This commentary, first published in 2019, earned McNeir his first of three consecutive Society of Professional Journalists, Washington, DC Pro Chapter, Dateline Awards for Excellence in Local Journalism, as the winner in the Weekly Newspaper, Commentary & Criticism category:
My childhood began in the ’60s — an era during which children routinely relied on their imagination to create make-believe friends, communities — even alternative worlds. Tablets, iPads and cellphones were years away from becoming essential elements of everyday life. And while today’s youth may view the options available during my youth as “prehistoric,” I thought we had it pretty good.
Saturdays were particularly special and while the only day I could stay in bed as late as I wanted, I always rose early to watch the cartoons. Bugs Bunny, Elmer Fudd, the Flintstones, Yogi Bear and the Jetsons were my favorites.
After becoming a father in the early ’90s, I would be introduced to a new set of “super-friends” as my two children embraced Barney, Big Bird, Kermit the Frog and Elmo. Today, my youngest grandson, who just turned 5, lives and breathes Paw Patrol, SpongeBob SquarePants and Arthur.
Looking back, I realize that those fictional characters not only provided hours of entertainment but were also participants in stories and situations that taught us about our community, how to live, work and play with others and how to deal with adversity or disappointment. They also opened a window into places and spaces inhabited by people far different from us.
However, with time and in the real world, those people and the lands in which they live have changed both in content and in structure — whether those changes have reflected the status quo or not. Such is the case today with one of the nation’s most popular cartoons, “Arthur,” which kicked off its 22nd season earlier this year with a special wedding episode.
Children in the state of Alabama never saw the season opener which deals with the nuptials between Arthur’s teacher and his partner — two male characters. The episode, “Mr. Ratburn and the Special Someone,” was never aired in the state — a decision made by the director of programming at Alabama Public Television (APT) after one local station learned of the episode’s content prior to the season opener and informed the director.
As the story begins, Arthur and his friends are worried about Mr. Ratburn and even try to stop the wedding, suspecting that he plans to marry an uptight woman. When they get to the wedding, they learn that his betrothed is another man. Their collective response, surprisingly perhaps for some, is that of relief and happiness for their teacher who they clearly adore and for whom they only want the best. APT execs claimed that since parents trust that their kids can watch programs without adult supervision, they could not allow the episode to be aired, adding that the program “didn’t fit” within the context of a long-established but unwritten agreement between APT and the state’s parents — the same rationale used in 2005 when another “Arthur” episode showcased one of Arthur’s friends, Buster — a child with two mothers.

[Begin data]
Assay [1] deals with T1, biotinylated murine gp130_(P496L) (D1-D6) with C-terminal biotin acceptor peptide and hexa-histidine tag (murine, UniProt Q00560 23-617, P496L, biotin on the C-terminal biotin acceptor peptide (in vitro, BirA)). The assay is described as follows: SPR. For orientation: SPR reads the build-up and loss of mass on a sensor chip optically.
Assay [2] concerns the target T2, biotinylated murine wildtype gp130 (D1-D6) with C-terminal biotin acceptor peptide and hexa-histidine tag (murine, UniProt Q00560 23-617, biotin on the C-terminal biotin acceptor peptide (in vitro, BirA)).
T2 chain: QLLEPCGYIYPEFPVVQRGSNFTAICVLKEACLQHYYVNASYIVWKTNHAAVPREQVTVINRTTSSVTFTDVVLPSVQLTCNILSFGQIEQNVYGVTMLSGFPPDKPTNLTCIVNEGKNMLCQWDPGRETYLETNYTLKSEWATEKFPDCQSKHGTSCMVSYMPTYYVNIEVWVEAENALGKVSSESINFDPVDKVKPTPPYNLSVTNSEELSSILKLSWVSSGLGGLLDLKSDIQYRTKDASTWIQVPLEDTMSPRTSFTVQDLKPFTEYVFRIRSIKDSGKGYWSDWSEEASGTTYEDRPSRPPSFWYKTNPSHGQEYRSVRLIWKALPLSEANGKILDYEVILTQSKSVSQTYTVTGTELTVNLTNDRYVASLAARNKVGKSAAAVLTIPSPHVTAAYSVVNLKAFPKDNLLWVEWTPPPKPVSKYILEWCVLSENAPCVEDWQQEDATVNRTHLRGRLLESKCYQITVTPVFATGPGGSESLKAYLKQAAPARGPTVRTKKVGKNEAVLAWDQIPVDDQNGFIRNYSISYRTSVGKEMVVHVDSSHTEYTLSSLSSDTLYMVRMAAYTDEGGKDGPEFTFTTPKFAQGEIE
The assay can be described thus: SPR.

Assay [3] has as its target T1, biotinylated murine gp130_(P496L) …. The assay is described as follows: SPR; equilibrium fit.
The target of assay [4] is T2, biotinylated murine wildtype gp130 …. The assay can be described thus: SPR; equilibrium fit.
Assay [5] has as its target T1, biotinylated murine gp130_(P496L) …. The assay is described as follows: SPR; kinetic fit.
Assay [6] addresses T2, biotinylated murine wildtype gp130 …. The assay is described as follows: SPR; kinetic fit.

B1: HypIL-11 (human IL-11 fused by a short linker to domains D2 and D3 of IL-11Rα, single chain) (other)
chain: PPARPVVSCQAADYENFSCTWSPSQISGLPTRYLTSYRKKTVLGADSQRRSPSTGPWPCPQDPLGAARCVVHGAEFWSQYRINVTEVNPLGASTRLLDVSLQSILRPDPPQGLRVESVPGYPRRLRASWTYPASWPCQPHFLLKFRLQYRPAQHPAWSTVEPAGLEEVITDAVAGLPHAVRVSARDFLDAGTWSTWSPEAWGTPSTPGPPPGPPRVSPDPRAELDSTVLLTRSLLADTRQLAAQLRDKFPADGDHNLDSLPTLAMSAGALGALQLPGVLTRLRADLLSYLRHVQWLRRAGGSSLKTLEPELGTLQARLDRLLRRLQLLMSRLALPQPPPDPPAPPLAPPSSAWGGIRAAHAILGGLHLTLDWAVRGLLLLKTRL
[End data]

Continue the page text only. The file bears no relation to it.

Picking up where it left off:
But are we really protecting children from dangerous elements of society or are we simply passing on our own prejudices, biases and our inability to allow others, no matter how different they may be, to live as they desire with the same kind of respect that we demand from others — even if we dislike, disagree with or are even appalled by any or all of those differences?
Cartoon figures and make-believe characters designed for children should mirror the world that our youth currently or will inevitably experience. Such encounters, “teachable moments,” make it easier for children, with our guidance, to make sense of people, places and things with which or with whom they have little or nothing in common.
As a child, my parents helped me understand differences in a world far bigger than my own. Similarly, I allowed my children and now allow my grandchildren to talk with me about concepts, beliefs or ways of life foreign to them. This is how we help children to form their own views. But I wonder, when we blackout portions of reality aren’t we telling our children that some people, because of how they live, what they believe, what they look like, how they dress, who they chose to love — even the Supreme Being whom they worship — result in their being “less than” — damaged, soiled, blasphemous and dangerous to ever be around.
Maybe I’m being naïve but isn’t this how we teach children to hate?